tyr you asked about an easy way to relap your valves? do you lot get variable speed chuckless cordless drills? the valve stem fits rather well in the end and as long as you very gental and go super slow and remember to lap in both rotations it works rather well, also rather than scrape your valves clean give em a 2 hr soak in caustic soda itll wash off without damaging the valves
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Old 05-17-2006, 12:50 AM   #16
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FYI, you can't get caustic soda in the states.
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Old 05-17-2006, 12:56 AM   #17
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Quote:
Originally Posted by eastcoastbumps
FYI, you can't get caustic soda in the states.
serious?? why on earth not lol what do ya use to de-coke engine and exhaust bits?
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Old 05-17-2006, 01:05 AM   #18
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Brake cleaner is very popular. I haven't tried caustic soda on any car parts before. I've got a couple bottles so I'll give it a shot next time I've got something nasty to clean. What else do you use it on?

My Mum is in Ireland right now. I may have to give her a ring and ask her to bring back a few more bottles.
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Old 05-17-2006, 01:24 AM   #19
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anything covered in carbon that need cleaning! its realy good for cleaning out exhausts before repacking, de-coking blocks and pistons
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Old 05-17-2006, 08:46 AM   #20
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Quote:
Originally Posted by TyranosaurusWRX
Thanks guys. If I am going to make it worth my money to buy new shims, I am definitely going to have to do this right the first time.

Good, you got to re-shim to do it right

Also, just something to think about, if you have the heads professionally rebuilt it'll increase performance since they ordinarily cut them at 3 angles, thus increasing airflow.
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Old 05-17-2006, 08:50 AM   #21
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Quote:
Originally Posted by bboy
I say shim'em if you have the heads off. The valves do wear and the factory can shim pretty loose which just leads to a noisey engine that's hard to hear knock on--almost all stock engines would be improved with new buckets IMHO.
You would not believe how tight the clearances on the valve lash became on my 02. I actually checked them last summer, after owning the car for 3+ yrs. I am assuming it just broke in/seated that way, which would put the shim closer (tighter) to the cam lobe. More so on the intake valves. I think you should see approx. .007" - .008+", and I had like as tight as .004" on some of those. I suppose after a long period of time that would loosen up due to wear, but that seems a bit much. I have new aftermarket cams too, so I don't want to mythbust the spit-or-split theory on my shimmed lifters.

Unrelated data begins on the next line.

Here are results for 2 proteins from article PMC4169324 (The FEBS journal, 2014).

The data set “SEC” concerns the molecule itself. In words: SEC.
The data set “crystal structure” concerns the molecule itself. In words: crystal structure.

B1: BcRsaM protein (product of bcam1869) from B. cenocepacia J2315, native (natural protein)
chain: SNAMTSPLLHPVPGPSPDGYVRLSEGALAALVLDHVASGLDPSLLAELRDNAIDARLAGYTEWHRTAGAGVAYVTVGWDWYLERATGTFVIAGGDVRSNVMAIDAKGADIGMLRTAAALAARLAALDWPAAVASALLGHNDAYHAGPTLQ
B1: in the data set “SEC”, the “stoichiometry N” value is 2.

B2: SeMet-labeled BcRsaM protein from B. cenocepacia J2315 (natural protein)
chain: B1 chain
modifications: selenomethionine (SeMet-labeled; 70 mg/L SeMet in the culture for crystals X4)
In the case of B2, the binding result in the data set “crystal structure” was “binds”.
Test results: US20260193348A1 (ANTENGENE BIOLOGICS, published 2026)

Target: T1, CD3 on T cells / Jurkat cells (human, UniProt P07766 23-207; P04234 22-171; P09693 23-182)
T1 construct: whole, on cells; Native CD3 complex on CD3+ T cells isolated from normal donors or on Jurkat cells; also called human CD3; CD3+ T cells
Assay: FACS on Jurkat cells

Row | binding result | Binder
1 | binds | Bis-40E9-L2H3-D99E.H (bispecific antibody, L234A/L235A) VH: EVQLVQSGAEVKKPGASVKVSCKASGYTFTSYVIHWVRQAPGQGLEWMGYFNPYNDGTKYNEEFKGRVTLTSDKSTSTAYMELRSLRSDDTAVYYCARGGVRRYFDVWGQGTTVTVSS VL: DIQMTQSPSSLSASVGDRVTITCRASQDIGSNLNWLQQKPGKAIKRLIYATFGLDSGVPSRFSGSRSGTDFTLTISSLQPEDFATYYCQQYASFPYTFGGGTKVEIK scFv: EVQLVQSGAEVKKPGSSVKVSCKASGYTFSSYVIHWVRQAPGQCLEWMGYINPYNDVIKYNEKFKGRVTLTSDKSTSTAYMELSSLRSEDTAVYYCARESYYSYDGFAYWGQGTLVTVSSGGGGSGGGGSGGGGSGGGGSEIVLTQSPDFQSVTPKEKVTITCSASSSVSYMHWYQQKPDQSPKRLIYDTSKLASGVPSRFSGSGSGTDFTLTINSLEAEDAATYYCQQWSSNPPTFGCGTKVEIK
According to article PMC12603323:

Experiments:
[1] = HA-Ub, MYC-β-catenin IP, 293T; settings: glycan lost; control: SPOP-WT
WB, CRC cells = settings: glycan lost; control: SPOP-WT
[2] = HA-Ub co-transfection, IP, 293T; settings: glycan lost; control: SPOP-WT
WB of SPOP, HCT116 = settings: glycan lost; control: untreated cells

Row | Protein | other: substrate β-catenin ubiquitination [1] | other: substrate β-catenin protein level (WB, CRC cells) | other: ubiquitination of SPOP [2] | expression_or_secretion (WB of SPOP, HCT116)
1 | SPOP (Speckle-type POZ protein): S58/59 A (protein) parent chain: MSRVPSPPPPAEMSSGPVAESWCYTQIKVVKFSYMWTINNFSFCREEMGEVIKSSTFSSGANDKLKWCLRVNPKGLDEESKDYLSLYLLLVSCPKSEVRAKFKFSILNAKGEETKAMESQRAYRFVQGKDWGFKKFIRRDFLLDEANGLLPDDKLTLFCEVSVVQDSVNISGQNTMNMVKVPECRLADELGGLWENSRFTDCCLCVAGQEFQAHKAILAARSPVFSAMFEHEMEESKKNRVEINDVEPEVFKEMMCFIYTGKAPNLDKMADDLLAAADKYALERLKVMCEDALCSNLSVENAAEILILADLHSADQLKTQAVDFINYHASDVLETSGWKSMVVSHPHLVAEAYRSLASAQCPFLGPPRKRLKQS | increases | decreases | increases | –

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Old 05-17-2006, 08:54 AM   #22
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Quote:
Originally Posted by tmarcel
Good, you got to re-shim to do it right

Also, just something to think about, if you have the heads professionally rebuilt it'll increase performance since they ordinarily cut them at 3 angles, thus increasing airflow.
That would be sweet. But I think too much more debt -related to my car- is going to put a strain on my marriage. At least Visa will still love me.
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Old 05-17-2006, 09:20 AM   #23
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Quote:
Originally Posted by TyranosaurusWRX
You would not believe how tight the clearances on the valve lash became on my 02. I actually checked them last summer, after owning the car for 3+ yrs. I am assuming it just broke in/seated that way, which would put the shim closer (tighter) to the cam lobe. More so on the intake valves. I think you should see approx. .007" - .008+", and I had like as tight as .004" on some of those. I suppose after a long period of time that would loosen up due to wear, but that seems a bit much. I have new aftermarket cams too, so I don't want to mythbust the spit-or-split theory on my shimmed lifters.
Actually, the valve lash tolerances tighten up as they wear. The valves wear into the seats causing the stems to protrude further out towards the buckets.
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Old 05-17-2006, 09:31 AM   #24
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Well, that's what I was saying, they tightened up to about .004". Stock valve lash tolerance on the 2.0/WRX is about .007~.008'' according to the repair manual. On the other hand, if the shim itself wore down but the valve/seat didn't, tolerance would loosen, I imagine.